But what can you tell about a man from his pockets? The Art of Manliness posted a selection from a 1933 Esquire magazine which portrayed the story of a man through the contents of his pockets.
Contents of His Pockets at Ten
1 watch, lacking a main spring.
1 report card, badly frayed and unpresented at home.
1 much damaged cigarette, unsmoked.
1 rubber band, for use in sling-shot.
Remains of an exploded toy balloon.
4 caps of milk bottles, won in competition
1 dirty handkerchief.
1 piece of chewing gum.
2 keys which do not fit locks.
7 pieces of string.
Where’re the headlines?
Reason.org reports on a study published in October 2008 in the Journal of the American Medical Association which busts the balloon of “common knowledge” regarding who clogs emergency rooms and doesn’t pay.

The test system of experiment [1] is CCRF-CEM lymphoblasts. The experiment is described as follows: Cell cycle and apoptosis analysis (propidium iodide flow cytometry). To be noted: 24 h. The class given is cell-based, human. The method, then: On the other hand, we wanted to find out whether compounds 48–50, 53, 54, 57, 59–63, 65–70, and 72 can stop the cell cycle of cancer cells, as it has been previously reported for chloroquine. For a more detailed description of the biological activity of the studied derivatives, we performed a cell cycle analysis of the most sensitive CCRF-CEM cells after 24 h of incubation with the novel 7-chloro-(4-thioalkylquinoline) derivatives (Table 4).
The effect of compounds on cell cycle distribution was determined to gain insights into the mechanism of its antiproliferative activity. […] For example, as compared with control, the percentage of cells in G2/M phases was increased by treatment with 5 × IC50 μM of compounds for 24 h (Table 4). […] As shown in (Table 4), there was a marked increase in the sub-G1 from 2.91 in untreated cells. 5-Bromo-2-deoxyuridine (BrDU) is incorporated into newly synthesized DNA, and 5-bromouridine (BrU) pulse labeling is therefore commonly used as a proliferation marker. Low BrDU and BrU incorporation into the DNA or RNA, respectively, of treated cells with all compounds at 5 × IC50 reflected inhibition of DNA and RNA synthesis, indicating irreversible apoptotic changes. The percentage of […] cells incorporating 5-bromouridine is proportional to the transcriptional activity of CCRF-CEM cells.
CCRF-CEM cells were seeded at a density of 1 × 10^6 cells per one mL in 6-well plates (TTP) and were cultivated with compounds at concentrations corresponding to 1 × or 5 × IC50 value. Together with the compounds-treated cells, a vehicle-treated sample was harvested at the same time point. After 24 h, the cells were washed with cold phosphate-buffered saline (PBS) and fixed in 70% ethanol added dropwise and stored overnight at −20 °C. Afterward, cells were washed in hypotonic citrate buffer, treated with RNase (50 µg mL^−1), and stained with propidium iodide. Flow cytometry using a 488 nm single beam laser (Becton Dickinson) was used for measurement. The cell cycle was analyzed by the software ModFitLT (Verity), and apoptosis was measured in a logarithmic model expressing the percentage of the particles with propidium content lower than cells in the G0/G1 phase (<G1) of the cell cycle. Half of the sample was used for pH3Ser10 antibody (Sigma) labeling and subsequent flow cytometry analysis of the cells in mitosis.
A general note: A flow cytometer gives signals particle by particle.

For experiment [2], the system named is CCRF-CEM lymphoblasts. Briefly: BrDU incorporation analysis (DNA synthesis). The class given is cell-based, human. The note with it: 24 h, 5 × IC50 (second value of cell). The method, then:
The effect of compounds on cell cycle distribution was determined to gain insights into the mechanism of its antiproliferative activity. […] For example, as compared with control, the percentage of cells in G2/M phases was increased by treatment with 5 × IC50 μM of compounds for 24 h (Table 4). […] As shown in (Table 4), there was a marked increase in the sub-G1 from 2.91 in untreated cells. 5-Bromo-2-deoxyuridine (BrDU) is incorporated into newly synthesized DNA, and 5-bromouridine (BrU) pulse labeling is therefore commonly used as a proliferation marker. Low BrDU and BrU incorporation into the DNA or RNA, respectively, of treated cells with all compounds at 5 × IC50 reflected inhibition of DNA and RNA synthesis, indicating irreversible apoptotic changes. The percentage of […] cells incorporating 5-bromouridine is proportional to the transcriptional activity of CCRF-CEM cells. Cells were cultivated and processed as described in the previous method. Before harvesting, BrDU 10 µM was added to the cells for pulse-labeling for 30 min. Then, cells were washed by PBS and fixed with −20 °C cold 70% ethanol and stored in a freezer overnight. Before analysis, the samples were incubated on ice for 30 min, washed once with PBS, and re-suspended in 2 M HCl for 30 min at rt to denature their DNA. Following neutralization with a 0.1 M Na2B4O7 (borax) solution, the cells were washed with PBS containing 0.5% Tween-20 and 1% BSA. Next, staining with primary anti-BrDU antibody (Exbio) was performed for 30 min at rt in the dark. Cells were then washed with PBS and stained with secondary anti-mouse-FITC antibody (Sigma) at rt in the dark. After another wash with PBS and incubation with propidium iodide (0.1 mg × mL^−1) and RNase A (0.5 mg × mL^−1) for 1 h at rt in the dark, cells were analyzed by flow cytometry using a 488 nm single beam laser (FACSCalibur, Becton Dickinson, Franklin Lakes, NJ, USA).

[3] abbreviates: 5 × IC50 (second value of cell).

Show of hands: who believes it is the uninsured who use a disproportionately high amount of medical care in US emergency rooms while paying a disproportionately low amount of their bills?
I did. In the face of a lack of public evidence to the contrary and because it sounds plausible. It passed the “stink” test.
Well, it’s deodorant is wearing out and the reek of the rotted corpse is becoming harder and harder to conceal.
(R)esearchers at the University of Michigan … concluded that âavailable data do not support assumptions that uninsured patients are a primary cause of overcrowding, present with less acute conditions than insured patients, or seek [emergency room] care primarily for convenience.â
(P)atients with public insurance, such as Medicaid and Medicare, are more likely to crowd into emergency rooms for minor complaints than are the uninsured. Only about 17 percent of E.R. visits in the United States in the last year studied were by uninsured patients, about the same as their share of the population.